Judging by Wednesday morning’s action, U.S. traders are roughly as enthusiastic about using Netflix’s blockbuster quarterly report as an excuse to extend Tuesday’s sharp rally as I am about watching Netflix’s incessant barrage of original streaming content. That is: Not all that enthusiastic.
IBM obviously isn’t helping matters, but the bottom line appears to be that folks are still anxious after last week’s harrowing bout of volatility. Ever-present geopolitical risk is also a drag, as Brexit woes and the Italian budget drama cast a pall over more evidence of robust corporate profits in the U.S.
Lack of follow-through after Tuesday’s surge is reminiscent of February, when the market struggled to calm down after the record VIX spike, oscillating between large gains and outsized losses for the better part of two months before finally settling back down after the regulatory jitters that threw tech for a loop in late March faded from everyone’s short memories.
If you’re wondering what drove yesterday’s rally and you’re looking for a more granular read than what you might have gotten on Tuesday afternoon, Nomura’s Charlie McElligott has you covered on Wednesday.
“The move in U.S. Equities yesterday was NOT PURELY about the options-market/ ‘gamma’ as the primary driver,” McElligott writes, adding “the move was driven by active hedging in futures and ETFs to manage funds’ exposure levels.”
That said, he notes that “options dealers are still short enough gamma to impact market flow, so there was absolutely some delta hedging into the close.” As for CTAs, Charlie says yesterday’s rally catalyzed some “incremental buying” to the tune of ~$6.8 billion in S&P futs. He also flags buying from “everybody who NEEDED TO TAKE UP NET EQUITIES EXPOSURES from last week’s lowest levels of the year” (all-caps in the original).
As for the Long/Short crowd who JPMorgan’s Nikolaos Panigirtzoglou says might have de-risked the most this month, McElligott notes that despite the monumental move to the upside, “hedge funds only saw a very modest lift”, an unfortunate state of affairs (for them anyway) attributable to their shorts rallying more than longs.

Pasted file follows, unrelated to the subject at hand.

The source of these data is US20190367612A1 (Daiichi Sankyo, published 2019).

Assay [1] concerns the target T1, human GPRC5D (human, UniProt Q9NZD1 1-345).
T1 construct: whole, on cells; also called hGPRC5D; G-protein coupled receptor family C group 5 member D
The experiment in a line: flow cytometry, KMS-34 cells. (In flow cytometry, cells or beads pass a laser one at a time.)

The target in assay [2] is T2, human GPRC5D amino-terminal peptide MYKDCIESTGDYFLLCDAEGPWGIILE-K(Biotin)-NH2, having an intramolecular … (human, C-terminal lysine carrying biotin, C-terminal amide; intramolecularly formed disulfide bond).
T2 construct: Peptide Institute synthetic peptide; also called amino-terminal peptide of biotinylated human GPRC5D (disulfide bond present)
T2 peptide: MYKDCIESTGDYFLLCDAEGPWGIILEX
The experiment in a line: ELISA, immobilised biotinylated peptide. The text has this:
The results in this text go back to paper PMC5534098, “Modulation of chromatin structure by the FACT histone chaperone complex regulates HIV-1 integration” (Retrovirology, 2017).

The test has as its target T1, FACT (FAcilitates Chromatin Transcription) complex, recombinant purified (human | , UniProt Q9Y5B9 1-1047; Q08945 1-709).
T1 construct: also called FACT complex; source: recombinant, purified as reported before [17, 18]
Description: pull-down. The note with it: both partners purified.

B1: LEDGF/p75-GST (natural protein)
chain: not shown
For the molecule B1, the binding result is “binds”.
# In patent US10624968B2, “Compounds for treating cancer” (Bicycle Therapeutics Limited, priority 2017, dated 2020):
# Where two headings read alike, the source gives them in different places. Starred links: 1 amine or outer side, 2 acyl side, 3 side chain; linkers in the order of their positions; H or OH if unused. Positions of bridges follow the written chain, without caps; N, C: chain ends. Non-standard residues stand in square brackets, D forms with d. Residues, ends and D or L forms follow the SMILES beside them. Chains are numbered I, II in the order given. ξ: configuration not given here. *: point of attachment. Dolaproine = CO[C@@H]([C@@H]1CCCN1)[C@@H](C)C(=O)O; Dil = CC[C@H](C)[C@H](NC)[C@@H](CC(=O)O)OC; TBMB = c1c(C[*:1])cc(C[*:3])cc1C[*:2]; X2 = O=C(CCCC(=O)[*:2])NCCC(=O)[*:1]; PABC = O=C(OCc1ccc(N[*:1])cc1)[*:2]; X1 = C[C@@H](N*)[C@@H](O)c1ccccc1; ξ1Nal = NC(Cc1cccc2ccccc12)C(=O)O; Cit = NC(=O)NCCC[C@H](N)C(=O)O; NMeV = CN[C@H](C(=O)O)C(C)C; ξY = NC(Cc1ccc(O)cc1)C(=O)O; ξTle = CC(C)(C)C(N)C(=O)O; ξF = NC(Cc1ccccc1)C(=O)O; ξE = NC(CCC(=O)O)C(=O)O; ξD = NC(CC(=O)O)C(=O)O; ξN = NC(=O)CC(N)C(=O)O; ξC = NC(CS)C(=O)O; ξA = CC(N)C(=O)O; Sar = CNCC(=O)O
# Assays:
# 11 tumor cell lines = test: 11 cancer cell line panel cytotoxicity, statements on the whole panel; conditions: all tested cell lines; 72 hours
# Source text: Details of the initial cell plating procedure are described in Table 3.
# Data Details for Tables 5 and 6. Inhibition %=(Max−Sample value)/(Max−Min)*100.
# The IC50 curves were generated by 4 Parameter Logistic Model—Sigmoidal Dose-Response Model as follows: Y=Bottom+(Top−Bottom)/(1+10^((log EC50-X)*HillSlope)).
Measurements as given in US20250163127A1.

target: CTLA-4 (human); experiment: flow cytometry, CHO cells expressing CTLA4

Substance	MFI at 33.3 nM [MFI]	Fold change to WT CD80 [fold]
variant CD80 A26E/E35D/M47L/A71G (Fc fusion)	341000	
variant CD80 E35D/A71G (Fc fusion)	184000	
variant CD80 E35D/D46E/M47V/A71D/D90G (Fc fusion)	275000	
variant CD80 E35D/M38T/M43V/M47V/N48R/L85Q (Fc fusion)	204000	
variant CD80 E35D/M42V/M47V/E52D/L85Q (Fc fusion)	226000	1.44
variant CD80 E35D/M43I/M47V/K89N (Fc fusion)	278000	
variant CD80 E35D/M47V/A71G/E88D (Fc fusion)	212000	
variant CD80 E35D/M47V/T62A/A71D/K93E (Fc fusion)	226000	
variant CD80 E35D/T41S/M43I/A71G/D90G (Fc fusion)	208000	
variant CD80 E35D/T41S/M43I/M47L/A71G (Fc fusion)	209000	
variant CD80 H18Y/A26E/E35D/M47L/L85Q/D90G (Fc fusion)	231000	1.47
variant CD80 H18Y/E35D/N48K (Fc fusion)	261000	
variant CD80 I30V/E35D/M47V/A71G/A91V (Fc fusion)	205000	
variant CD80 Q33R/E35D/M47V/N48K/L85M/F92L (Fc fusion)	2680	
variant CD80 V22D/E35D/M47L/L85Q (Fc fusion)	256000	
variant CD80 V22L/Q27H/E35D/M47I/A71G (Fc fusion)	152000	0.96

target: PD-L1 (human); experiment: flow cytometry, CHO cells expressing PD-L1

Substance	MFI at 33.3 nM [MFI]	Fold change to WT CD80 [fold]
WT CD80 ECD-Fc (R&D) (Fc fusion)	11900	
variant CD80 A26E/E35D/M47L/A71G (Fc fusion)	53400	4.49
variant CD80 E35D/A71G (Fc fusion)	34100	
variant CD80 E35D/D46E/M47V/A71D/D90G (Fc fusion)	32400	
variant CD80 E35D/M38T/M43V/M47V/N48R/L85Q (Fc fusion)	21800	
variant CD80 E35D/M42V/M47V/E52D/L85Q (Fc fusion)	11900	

Here’s a fun bullet point list from McElligott that documents that latter point:
- Largest 2d move in “Default Risk” factor shorts (+7.0%) since 2010
- 3rd largest 2d move in “ROE” factor shorts (+8.4%) since 2010
- Largest 1d move in “Sales-to-Price” factor shorts (+3.5%) since Nov 2011
- 3rd largest 1d move in “EBITDA / EV” factor shorts (+4.2%) since Nov 2011
- Largest 1d move in “Book-to-Price” factor shorts (+2.7%) since Aug 2015
- Largest 1d move in my HF Most Shorted basket since Feb 2018
- Largest 1d move in GS Most Shorted basket since Nov 2016
- Largest 1d move in Citigroup High Short Interest basket since Apr 2015
In any event, the key takeaway in all of this is that the rotations and Momentum unwind that characterized last week’s mayhem simply can’t be “allowed” continue, lest this entire thing should fall apart. Here’s an excerpt from something I posted on Tuesday:
It is clear (to me anyway), that the market can’t handle this rotation. There’s just too much leadership concentrated on one side of the equation.
And here’s McElligott from the same note cited above:
This reiterates a critical point I’ve been making over the past week marketing while pitching the tactical “constructive Equities” call over the next 1m-3m: IF you think SPX rallies into year-end, you then too MUST have a positive view on Tech / Growth.